First Plaque Commemorating Rescuers in Lithuania

Panevėžys Is the First to Thank Jewish Rescuers

The first plaque commemorating those who rescued Jews during the Holocaust has been unveiled in Panevėžys, Lithuania. It honors nun, activist, nurse and teacher Marija Rusteikaitė of the Congregation of the Sisters of the Love of God and her fellow nuns. The stone plaque was unveiled at a ceremony at the intersection of J. Tilvyčio and Krekenavos streets in the Lithuanian city, close to where the Sisters of the Love of God monastery and hospital were located, according to historical documents.

“It was namely this spot, a few dozen meters away, which is the most important historical site of the monastery for us, because this is where Marija Rusteikaitė brought together the nuns, the first sisters of the Love of God, between 1925 and 1936. As soon as she completed the university of medicine in St. Petersburg, the mother superior from Žemaitija joined the St. Vincent de Paul society in order to help the poor people of the city of Panevėžys and surrounding areas. Before that she taught mathematics and geography at the Kražiai pre-gymnasium and Polish at another location,” sister Leonora Kasiulytė, who has long taken an interest in the historical figure, said of the founder of her monastery.

Rusteikaitė also worked in the nunnery’s hospital taking care of patients and the elderly. She raised funds for this aid as well. She was held in high respect by the residents of the city.

The 15 Jewish children she rescued from the Holocaust also remained grateful to her their entire lives. One of them, Sulamit Lev, now resident in Vilnius, came to Panevėžys for the unveiling ceremony.

Sulamit Lev told attendees about coming to Rusteikaitė’s estate in Vaiguva at teh age of three. At the time the poor and medical patients were cared for there. Among them were hidden children from three Jewish families. Several of them spent their entire time there in the attic because their Jewish features might have caused suspicion by the enemy. Lev was lighter-complexioned and lived together with Lithuanian children taught by the mother superior.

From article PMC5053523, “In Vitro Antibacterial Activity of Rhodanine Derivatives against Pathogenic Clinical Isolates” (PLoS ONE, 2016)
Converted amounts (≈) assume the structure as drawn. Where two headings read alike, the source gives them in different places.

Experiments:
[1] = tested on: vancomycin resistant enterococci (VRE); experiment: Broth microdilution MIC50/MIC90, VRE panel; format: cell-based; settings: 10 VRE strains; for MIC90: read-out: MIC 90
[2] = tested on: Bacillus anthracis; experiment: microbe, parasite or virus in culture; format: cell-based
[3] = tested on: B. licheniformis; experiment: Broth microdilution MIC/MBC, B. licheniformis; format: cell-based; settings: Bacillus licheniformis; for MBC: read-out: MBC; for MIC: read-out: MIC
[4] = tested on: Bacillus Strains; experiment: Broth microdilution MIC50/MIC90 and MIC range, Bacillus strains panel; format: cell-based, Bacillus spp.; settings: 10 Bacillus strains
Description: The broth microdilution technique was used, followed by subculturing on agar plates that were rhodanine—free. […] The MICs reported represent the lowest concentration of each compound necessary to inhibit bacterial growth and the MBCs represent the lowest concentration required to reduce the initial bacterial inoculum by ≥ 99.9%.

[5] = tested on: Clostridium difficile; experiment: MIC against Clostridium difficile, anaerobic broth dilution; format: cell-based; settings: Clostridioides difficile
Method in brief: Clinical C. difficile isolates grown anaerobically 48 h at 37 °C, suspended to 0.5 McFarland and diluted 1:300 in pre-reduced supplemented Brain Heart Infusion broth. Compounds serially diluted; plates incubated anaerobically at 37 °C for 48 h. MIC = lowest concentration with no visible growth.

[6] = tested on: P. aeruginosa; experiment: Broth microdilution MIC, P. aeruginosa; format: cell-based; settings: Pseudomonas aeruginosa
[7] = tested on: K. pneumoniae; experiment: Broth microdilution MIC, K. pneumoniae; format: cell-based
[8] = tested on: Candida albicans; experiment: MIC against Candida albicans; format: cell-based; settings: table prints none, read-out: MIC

“My mother looked after our group of children at the estate. Afraid of revealing herself, she was never able to give me more care or attention than she gave the other children. So I grew up not understanding she was my mother. They baptized me Marija Kazlauskaitė, giving me the name given a deceased Lithuanian girl from the church. I learned how to pray as a Christian. And only later my grandmother took me to synagogue. At first I didn’t understand what this or that word meant, and I went to her and asked why the people weren’t kneeling,” Sulamit Lev recalled. She also showed letters sent to the nun from those rescued and a picture showing the young Sulamit kneeling in front of Rusteikaitė. She said the picture was given to her by children from Panevėžys who were studying the history of rescuers of Jews. Sulamit Lev wept as she thanked her rescuer from the Vaiguva estate. She said at that time the nun risked her own life as well as those of her relatives, and that back then no one knew when the war would end or who would win.

Rusteikaitė’s relatives provided more information about the woman’s life. Panevėžys Jewish Community chairman Gennady Kofman spoke of the suffering of the Jews of Panevėžys at the ceremony as did Lithuanian Jewish Community chairwoman Faina Kukliansky. They also talked about the Righteous Gentile awards awarded by the state of Israel to rescuers of Jews. Almost 900 Lithuanians have received this award. Even so, until now there hasn’t been a single monument erected to the rescuers in Lithuania. The commemorative plaque in Panevėžys is the very first such monument in Lithuania to thank the rescuers for their heroism.